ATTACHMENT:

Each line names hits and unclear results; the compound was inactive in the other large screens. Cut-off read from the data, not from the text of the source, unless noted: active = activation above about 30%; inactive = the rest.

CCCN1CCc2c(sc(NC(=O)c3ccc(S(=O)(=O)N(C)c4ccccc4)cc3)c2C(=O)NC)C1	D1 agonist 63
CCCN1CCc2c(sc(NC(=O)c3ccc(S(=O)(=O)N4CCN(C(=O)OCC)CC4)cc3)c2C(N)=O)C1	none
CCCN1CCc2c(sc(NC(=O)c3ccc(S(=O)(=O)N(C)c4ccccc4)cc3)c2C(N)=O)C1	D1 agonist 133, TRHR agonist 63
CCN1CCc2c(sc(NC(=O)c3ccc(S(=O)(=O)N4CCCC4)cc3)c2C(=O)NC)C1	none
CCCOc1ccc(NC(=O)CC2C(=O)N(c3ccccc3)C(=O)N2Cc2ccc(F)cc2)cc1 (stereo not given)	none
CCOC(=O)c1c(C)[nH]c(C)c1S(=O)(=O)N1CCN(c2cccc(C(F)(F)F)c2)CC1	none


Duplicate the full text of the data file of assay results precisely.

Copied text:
Each line names hits and unclear results; the compound was inactive in the other large screens. Cut-off read from the data, not from the text of the source, unless noted: active = activation above about 30%; inactive = the rest.

CCCN1CCc2c(sc(NC(=O)c3ccc(S(=O)(=O)N(C)c4ccccc4)cc3)c2C(=O)NC)C1	D1 agonist 63
CCCN1CCc2c(sc(NC(=O)c3ccc(S(=O)(=O)N4CCN(C(=O)OCC)CC4)cc3)c2C(N)=O)C1	none
CCCN1CCc2c(sc(NC(=O)c3ccc(S(=O)(=O)N(C)c4ccccc4)cc3)c2C(N)=O)C1	D1 agonist 133, TRHR agonist 63
CCN1CCc2c(sc(NC(=O)c3ccc(S(=O)(=O)N4CCCC4)cc3)c2C(=O)NC)C1	none
CCCOc1ccc(NC(=O)CC2C(=O)N(c3ccccc3)C(=O)N2Cc2ccc(F)cc2)cc1 (stereo not given)	none
CCOC(=O)c1c(C)[nH]c(C)c1S(=O)(=O)N1CCN(c2cccc(C(F)(F)F)c2)CC1	none